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Oliver Wendell Holmes Sr.

1809 - 1894

image of oliver-holmes

Image courtesy of Harvard Art Museums/Fogg Museum, Transfer from Countway Library, Harvard Medical School.

Oliver Wendell Holmes was born in Cambridge, Massachusetts, and lived in Boston for most of his life. He came from a distinguished family whose American roots extended back to the early days of English settlement. He began writing poetry in his teens and continued to do so for the rest of his life. His friends included Henry Wadsworth Longfellow, Charles Chauncy Emerson and his brother, Ralph Waldo Emerson, Margaret Fuller, James Russell Lowell, Herman Melville, and Nathaniel Hawthorne. He published frequently in the then relatively new Atlantic Monthly magazine. 

From 1848 to 1856, Holmes and his wife and children summered in Pittsfield, a charming town in the Berkshires of western Massachusetts. The road between Boston and Pittsfield goes through Greenfield. On at least one occasion, he stopped in Greenfield, known because of his signature in the Visitors' Book for Dexter Marsh's cabinet. In a digression from talking about England in Our Hundred Days in Europe, published in 1887, he wrote: "The most interesting geological objects in our New England that I can think of are the great boulders and the scratched and smoothed surfaces of the rocks; the fossil footprints in the valley of the Connecticut; the trilobites found at Quincy."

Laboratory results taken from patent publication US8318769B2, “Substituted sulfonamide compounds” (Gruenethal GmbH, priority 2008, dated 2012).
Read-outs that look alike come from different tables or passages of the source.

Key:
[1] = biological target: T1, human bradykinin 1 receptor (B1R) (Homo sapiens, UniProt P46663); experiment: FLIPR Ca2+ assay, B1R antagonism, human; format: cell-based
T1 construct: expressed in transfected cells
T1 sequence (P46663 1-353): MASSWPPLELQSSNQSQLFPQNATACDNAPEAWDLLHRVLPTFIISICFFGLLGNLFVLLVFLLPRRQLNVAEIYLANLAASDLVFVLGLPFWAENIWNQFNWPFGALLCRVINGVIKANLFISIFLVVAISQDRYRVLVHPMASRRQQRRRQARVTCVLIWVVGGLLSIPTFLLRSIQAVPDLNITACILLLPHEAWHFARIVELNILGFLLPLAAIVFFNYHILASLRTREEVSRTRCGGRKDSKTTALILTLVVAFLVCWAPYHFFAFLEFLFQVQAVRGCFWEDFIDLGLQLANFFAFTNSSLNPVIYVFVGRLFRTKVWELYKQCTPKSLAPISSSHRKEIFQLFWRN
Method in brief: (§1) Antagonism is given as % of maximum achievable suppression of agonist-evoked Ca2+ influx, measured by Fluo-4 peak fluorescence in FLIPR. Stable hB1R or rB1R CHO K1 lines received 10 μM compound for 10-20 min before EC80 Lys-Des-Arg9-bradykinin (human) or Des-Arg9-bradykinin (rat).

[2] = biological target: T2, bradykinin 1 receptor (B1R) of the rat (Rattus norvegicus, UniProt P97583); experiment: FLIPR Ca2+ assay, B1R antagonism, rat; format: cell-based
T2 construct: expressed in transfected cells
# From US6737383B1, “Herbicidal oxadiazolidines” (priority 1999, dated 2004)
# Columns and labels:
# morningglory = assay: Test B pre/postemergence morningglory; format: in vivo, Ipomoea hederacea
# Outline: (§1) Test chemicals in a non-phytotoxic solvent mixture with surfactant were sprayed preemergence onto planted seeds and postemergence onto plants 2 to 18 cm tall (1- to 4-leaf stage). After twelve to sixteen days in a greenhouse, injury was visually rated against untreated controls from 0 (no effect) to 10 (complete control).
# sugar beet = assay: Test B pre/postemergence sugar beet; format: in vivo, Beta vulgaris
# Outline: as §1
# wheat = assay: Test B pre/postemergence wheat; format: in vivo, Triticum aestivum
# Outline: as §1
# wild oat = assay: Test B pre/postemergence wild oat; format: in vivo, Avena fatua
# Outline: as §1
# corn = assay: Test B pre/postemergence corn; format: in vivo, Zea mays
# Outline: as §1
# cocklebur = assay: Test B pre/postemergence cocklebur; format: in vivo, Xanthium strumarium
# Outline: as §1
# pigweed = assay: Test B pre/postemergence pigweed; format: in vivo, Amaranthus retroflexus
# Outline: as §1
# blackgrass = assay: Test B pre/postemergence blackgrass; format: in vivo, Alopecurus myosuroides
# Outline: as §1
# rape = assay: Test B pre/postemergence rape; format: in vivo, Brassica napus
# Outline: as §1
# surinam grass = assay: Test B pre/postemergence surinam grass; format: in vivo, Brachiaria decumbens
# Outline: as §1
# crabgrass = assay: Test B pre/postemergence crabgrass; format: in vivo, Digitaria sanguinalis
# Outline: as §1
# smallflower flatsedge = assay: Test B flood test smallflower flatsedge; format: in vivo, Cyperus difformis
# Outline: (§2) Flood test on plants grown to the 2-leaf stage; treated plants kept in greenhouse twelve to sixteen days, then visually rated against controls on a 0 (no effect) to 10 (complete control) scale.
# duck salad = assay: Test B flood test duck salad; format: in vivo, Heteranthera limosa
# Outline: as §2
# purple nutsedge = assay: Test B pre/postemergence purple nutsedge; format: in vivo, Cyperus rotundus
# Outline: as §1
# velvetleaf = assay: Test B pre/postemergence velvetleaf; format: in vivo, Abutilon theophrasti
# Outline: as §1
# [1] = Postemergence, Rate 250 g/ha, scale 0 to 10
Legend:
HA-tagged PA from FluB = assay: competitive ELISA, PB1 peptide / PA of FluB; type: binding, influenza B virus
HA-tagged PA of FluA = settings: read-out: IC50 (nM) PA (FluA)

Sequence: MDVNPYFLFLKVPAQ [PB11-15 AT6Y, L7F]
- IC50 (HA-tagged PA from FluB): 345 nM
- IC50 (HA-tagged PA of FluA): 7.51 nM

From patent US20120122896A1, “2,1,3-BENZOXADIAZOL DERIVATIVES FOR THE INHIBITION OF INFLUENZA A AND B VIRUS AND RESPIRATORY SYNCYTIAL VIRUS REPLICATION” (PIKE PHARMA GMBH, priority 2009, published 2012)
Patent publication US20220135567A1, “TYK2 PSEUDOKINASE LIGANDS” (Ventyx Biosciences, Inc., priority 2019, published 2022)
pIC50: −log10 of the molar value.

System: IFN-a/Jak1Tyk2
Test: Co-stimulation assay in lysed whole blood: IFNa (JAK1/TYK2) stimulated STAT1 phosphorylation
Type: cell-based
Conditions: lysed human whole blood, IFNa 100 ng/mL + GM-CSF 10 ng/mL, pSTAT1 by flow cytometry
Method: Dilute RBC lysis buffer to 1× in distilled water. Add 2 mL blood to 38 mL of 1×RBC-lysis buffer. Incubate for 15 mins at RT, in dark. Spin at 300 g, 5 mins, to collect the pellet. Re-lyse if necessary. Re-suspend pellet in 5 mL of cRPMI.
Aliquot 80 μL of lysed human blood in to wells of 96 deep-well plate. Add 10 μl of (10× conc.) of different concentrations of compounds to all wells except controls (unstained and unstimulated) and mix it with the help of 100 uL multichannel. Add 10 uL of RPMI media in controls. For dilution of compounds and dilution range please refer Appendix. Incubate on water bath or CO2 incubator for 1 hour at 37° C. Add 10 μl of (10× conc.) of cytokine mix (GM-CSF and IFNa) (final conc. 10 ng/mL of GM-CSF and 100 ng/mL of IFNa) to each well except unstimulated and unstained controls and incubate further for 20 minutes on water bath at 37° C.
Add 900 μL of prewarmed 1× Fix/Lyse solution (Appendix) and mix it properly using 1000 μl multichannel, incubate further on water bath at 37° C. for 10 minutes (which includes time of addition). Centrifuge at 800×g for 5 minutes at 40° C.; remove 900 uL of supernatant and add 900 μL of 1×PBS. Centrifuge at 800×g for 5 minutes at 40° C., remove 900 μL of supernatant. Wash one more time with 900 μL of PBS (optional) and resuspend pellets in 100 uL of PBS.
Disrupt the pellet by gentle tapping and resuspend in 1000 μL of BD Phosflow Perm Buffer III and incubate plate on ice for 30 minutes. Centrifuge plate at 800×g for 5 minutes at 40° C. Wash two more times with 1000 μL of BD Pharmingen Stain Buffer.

He is best known today for his reputation in literature and poetry. However, one of his most important contributions as a physician was to women's health. Thousands of young women were dying unnecessarily from what was called childbed fever (or puerperal fever) within days of giving healthy birth. When he heard of a physician who died a week after performing a post-mortem examination of a woman who had recently given birth and died of this disease, he investigated and came to believe that not only his friend, but many women were dying because the doctors were not washing their hands between visits with patients. Holmes's reputation for poetry and literature outshone his fame as a physician, however, which opened him to unwarranted ridicule from physicians who refused to believe that they were carriers of deadly disease.